Ogurek, Douglas J.
Ortiz, Sergio
Pagel, Briane
Park, Jon
Parr, Rodger
Parrish, Rhonda
Partin-Nielsen, Judith
Perez, Juan M.
Perez, Robert Aguon
Peterson, Ross
Petroziello, Brian
Pettie, Jack
Petyo, Robert
Picher, Gabrielle
Pierce, Rob
Pietrzykowski, Marc
Plath, Rob
Pointer, David
Power, Jed
Powers, M. P.
Prusky, Steve
Pruitt, Eryk
Purfield, M. E.
Purkis, Gordon
Quinlan, Joseph R.
Quinn, Frank
Ram, Sri
Rapth, Sam
Ravindra, Rudy
Renney, Mark
reutter, g emil
Rhatigan, Chris
Richardson, Travis
Richey, John Lunar
Ridgeway, Kevin
Ritchie, Salvadore
Robinson, John D.
Robinson, Kent
Rodgers, K. M.
Roger, Frank
Rose, Mandi
Rosenberger, Brian
Rosenblum, Mark
Rosmus, Cindy
Ruhlman, Walter
Rutherford, Scotch
Savage, Jack
Sayles, Betty J.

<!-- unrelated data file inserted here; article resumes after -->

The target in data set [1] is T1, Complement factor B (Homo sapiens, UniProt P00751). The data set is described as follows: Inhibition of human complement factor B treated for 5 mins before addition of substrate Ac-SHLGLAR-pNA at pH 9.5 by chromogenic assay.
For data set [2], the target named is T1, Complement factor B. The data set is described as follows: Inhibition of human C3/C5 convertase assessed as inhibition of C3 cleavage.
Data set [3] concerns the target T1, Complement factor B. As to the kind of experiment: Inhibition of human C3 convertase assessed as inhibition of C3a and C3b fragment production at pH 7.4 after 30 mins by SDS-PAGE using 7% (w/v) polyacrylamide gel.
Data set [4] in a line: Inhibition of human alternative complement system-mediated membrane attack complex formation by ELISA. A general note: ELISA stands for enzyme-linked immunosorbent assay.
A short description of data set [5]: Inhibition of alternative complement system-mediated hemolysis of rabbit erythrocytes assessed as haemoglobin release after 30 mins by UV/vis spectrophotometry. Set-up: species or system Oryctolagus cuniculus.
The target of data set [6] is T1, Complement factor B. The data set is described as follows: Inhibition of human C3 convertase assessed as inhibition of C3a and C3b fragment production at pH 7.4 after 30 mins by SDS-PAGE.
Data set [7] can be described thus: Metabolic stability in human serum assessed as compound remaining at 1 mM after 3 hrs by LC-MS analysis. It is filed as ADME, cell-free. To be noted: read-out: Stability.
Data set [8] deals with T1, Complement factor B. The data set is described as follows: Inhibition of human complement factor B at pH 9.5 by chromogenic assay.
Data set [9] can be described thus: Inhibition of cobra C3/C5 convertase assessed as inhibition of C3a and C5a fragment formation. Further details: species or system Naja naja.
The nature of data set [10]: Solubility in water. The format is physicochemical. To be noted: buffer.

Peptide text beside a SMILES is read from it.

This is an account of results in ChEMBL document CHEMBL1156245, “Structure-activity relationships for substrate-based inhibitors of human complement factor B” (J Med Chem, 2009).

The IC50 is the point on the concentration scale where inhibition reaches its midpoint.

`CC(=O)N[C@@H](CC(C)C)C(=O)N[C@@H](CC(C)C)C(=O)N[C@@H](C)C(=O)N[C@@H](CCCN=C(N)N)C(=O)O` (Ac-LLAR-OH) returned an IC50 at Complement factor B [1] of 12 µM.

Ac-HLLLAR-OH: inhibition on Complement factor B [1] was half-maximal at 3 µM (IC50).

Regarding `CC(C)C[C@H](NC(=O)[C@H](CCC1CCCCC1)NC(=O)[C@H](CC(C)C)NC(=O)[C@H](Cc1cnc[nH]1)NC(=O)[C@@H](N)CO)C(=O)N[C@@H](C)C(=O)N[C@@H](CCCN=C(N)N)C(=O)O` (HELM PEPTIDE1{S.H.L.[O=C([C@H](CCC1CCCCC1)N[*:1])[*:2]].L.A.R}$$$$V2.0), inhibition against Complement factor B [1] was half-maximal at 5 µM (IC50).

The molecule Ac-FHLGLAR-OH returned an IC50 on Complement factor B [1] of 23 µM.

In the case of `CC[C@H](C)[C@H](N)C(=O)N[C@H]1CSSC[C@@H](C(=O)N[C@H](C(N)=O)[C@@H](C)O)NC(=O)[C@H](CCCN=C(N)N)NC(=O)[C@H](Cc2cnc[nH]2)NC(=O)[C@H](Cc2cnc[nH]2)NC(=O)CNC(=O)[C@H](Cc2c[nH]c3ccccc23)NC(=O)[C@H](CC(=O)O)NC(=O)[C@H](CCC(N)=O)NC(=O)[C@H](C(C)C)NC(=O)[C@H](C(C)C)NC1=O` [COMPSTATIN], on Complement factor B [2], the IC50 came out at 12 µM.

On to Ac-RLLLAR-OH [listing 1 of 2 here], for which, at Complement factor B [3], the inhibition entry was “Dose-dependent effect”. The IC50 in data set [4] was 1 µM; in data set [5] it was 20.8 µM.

Schneeweiss, Jonathan
Schraeder, E. F.
Schumejda, Rebecca
See, Tom
Sethi, Sanjeev
Sexton, Rex
Seymour, J. E.
Shaikh, Aftab Yusuf
Shepherd, Robert
Sim, Anton
Simmler, T. Maxim
Sinisi, J. J.
Sixsmith, JD
Slagle, Cutter
Slaviero, Susan
Sloan, Frank
Smith, Brian J.
Smith, Ben
Smith, C.R.J.
Smith, Copper
Smith, Paul
Smith, Stephanie
Smith, Willie
Smuts, Carolyn
Snethen, Daniel G.
Snoody, Elmore
Sojka, Carol
Solender, Michael J.
Sparling, George
Spicer, David
Squirrell, William
Stewart, Michael S.
Stickel, Anne
Stolec, Trina
Stryker, Joseph H.
Stucchio, Chris
Succre, Ray
Sullivan, Thomas
Swanson, Peter
Swartz, Justin A.
Sweet, John
Tarbard, Grant
Taylor, J. M.
Thompson, John L.
Thompson, Phillip
Tillman, Stephen
Titus, Lori
Tivey, Lauren
Tobin, Tim
Tu, Andy
Ullerich, Eric
Valent, Raymond A.
Valvis, James
Vilhotti, Jerry
Waldman, Dr. Mel
Walsh, Patricia
Walters, Luke
Ward, Emma
Weber, R.O.
Weil, Lester L.
White, Judy Friedman
White, Robb
White, Terry
Wilsky, Jim
Wilson, Robley
Wilson, Tabitha
Young, Mark
Yuan, Changming
Zackel, Fred
Zafiro, Frank
Zapata, Angel
Zee, Carly
Zimmerman, Thomas

Art by Kevin Duncan 2015

Mercury Beach




Jack Campbell, Jr.



The shark brought Glen the angel. It wasn’t something he normally would have eaten, but there, in the Yoshi Steakhouse, Glen decided to feast on a flank of the world’s oldest predator.